Can You Sell Your Home By Email? #458
CATEGORY: Legally Speaking
TAGS: Electronic Signatures Electronic Transactions Act
By Jennifer Clee
The New Brunswick Court of Appeal recently considered whether an exchange of emails between a prospective buyer and seller of residential property constituted a binding contract.1
The property was listed for sale on Kijiji. After an initial phone call, the buyer and seller negotiated a sale by email. The seller emailed the buyer offering to sell the property for $160,000, providing the buyer assumed the mortgage and paid her legal fees. The buyer emailed agreeing to assume the mortgage, pay the seller's legal fees and offer $155,000. The buyer also emailed asking if his wife could view the property. The seller emailed back advising the buyer that she would accept his offer. The buyer's next email suggested he have a purchase and sales agreement drafted and proposed a closing date. Three hours later the seller emailed the buyer advising that after speaking with her partner, she was not prepared to sell the property. The seller was the sole owner of the property.
The buyer sought a judicial determination that the email exchange resulted in a binding agreement. The buyer argued that the email exchange constituted a written agreement, contained all the essential contract terms, satisfied the definition of electronic signature under New Brunswick's Electronic Transactions Act2 (NB ETA), and therefore satisfied that provisions under that province's Statute of Frauds3 which, like BC's Law & Equity Act4, provide that no contract for the sale of land is enforceable unless the agreement is in writing and signed by the party charged.
While the case concerned New Brunswick legislation, BC's legislation is substantially the same.5 The BC Electronic Transactions Act6, like the NB ETA, provides that contracts for the sale of land may be entered into electronically providing the parties agree, and providing the other common law requirements for contract formation are satisfied. Both Acts provide that the legal requirement for a signature is satisfied with an electronic signature and define electronic signature similarly, as information in electronic form that a person has created or adopted in order to sign a document and that is in, attached to or associated with the document.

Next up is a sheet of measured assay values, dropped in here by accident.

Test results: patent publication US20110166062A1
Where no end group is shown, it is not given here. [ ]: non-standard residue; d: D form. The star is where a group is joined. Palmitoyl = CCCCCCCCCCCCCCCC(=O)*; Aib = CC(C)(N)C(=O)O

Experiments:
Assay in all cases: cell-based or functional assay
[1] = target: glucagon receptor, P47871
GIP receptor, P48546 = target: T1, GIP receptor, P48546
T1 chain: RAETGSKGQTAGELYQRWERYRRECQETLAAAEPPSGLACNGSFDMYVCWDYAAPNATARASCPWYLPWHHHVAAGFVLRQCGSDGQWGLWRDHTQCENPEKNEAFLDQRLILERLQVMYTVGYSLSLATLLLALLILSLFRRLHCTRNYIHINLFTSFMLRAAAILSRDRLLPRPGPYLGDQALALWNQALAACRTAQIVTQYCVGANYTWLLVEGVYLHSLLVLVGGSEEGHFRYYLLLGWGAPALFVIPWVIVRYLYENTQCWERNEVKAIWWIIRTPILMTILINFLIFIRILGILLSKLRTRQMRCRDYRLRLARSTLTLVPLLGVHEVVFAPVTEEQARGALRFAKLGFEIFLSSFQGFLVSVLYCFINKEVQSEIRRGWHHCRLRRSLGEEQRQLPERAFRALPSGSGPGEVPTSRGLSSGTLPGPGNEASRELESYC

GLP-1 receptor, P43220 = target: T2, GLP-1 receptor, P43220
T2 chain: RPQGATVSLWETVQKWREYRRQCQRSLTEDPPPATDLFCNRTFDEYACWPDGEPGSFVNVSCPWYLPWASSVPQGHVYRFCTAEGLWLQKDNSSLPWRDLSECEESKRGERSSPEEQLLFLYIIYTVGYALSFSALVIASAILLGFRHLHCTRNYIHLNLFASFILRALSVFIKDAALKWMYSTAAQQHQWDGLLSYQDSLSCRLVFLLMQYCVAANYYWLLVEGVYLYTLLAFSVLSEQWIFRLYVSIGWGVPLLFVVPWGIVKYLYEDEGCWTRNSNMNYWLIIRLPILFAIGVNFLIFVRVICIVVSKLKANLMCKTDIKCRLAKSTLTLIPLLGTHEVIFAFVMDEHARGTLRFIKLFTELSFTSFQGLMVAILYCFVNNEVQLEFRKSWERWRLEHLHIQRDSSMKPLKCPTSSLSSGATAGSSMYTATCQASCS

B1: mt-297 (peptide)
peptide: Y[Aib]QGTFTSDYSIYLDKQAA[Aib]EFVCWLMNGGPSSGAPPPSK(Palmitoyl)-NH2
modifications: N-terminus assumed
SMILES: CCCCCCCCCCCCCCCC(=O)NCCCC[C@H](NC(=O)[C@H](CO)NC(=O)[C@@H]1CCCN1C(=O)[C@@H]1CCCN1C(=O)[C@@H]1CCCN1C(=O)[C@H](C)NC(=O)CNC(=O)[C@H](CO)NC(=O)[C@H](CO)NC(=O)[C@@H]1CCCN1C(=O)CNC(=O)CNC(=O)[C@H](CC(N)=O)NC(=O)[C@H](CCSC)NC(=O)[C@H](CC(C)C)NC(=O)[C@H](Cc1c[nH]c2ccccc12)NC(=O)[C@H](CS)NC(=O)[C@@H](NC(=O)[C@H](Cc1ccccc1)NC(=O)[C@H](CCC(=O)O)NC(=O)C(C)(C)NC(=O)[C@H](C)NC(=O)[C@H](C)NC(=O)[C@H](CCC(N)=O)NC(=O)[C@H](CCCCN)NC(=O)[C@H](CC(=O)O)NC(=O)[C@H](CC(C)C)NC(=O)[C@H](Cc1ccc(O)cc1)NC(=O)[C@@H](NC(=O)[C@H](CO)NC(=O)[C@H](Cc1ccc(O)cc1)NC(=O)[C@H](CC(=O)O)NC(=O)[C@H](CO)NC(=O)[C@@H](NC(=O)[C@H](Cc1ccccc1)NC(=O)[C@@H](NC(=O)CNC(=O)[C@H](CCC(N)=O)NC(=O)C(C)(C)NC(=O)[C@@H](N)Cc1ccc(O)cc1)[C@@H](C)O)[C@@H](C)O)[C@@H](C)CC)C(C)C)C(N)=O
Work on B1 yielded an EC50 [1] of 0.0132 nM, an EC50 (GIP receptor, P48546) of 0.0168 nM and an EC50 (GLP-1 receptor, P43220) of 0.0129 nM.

While the lower court found a binding agreement, the Court of Appeal held otherwise. The higher Court acknowledged that the emails satisfied the written requirement of the Statute of Frauds and commented, without making any conclusion in this case, that it was possible that the method of the seller identifying herself in the emails could satisfy the definition of electronic signature under the NB ETA, and thus the requirements of the Statute of Frauds.
The Court also acknowledged that the email exchange contained the essential elements for a contract: parties, price, property. However, applying the objective standard of the "reasonable bystander", the Court concluded that the parties lacked the requisite intention to contract, a criterion for contract formation. In reaching its conclusion, the Court considered the fact that neither the buyer nor his wife had viewed the property, the buyer's reference to a future draft agreement, and the fact that the buyer was unaware of the terms of assuming the mortgage.
The following passage illustrates the Court's concern with finding enforceable contracts by informal electronic communications, particularly in transactions involving the sale of residential property:
"The notion that a person can sift through a series of emails, identify the 3 P's, find a signature that satisfies the Electronic Transactions Act and, correlatively, the Statute of Frauds, and then have the court fill in any necessary contractual terms is simply out of step with reasonable expectations of today's typical consumer. There are still instances where formalities count. The purchase of a home is one of them."7
The decision is encouraging as the Court recognized that the sale of real property is a sophisticated process, where formality is required and consequently, the expertise of licensees.
|1.||Druet v. Girouard 2012 NBCA 40.|
|2.||R.S.N.B. 2011, c. 145.|
|3.||R.S.N.B. 1973, c. S-14.|
|4.||R.S.B.C. 1996, c. 253, s. 59.|
|5.||See also Legally Speaking 450: Electronic Signatures|
|6.||S.B.C. 2001, c. 10.|
|7.||Supra, footnote 1, page 3.|
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